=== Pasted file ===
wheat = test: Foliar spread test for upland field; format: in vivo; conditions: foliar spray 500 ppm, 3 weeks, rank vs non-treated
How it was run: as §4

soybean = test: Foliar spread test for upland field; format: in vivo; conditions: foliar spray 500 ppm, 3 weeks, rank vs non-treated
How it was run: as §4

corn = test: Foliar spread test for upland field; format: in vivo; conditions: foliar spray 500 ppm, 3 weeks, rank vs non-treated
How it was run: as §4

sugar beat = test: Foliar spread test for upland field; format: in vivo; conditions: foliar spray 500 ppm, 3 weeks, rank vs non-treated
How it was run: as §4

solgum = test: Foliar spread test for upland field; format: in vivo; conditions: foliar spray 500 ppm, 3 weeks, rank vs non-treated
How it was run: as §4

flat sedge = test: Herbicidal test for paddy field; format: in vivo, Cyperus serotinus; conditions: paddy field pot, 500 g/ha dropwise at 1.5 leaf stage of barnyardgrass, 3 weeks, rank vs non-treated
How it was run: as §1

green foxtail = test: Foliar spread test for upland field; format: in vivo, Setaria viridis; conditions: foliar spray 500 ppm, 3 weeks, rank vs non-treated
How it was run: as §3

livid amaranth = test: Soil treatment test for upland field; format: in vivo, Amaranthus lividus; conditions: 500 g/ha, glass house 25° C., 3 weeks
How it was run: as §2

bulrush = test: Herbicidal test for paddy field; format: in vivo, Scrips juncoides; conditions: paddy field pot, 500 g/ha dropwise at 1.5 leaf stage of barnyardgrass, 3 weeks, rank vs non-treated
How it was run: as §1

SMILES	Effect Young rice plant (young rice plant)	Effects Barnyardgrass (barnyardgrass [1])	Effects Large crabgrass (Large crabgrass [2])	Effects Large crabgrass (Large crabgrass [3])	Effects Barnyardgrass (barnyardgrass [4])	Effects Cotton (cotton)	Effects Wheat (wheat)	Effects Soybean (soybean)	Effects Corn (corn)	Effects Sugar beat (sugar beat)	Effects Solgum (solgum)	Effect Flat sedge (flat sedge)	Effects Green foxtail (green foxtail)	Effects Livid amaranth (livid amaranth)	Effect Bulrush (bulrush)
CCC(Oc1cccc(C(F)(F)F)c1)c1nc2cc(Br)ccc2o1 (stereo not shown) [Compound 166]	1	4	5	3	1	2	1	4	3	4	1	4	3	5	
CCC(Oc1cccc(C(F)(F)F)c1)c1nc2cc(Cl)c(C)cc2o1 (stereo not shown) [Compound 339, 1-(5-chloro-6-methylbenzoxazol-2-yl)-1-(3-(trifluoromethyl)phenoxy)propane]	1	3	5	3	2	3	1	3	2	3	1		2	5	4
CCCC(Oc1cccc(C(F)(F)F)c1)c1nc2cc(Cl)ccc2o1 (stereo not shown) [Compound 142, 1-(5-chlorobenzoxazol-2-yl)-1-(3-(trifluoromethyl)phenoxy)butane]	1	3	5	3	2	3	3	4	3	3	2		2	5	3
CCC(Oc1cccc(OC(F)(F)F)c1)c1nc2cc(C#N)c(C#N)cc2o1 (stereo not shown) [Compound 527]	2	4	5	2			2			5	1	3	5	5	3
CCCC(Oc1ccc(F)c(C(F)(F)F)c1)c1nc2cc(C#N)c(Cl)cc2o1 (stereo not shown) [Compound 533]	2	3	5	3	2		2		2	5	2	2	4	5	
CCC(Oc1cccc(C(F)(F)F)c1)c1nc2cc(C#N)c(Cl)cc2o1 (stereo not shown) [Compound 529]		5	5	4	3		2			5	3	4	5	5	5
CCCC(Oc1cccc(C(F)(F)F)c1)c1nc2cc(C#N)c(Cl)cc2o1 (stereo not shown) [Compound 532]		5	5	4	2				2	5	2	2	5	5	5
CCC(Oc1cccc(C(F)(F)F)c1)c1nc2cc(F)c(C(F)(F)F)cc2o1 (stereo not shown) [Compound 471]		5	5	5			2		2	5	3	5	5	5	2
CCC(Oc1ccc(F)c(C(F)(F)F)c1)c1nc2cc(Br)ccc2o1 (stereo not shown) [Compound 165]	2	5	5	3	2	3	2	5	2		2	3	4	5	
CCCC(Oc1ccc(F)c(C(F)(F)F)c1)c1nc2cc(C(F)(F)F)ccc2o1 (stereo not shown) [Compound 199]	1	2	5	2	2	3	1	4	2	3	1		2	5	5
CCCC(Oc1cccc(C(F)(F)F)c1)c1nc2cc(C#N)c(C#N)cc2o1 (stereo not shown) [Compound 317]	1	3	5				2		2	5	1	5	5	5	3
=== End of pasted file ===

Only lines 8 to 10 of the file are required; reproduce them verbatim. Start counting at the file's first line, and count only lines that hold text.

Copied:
How it was run: as §4

solgum = test: Foliar spread test for upland field; format: in vivo; conditions: foliar spray 500 ppm, 3 weeks, rank vs non-treated
How it was run: as §4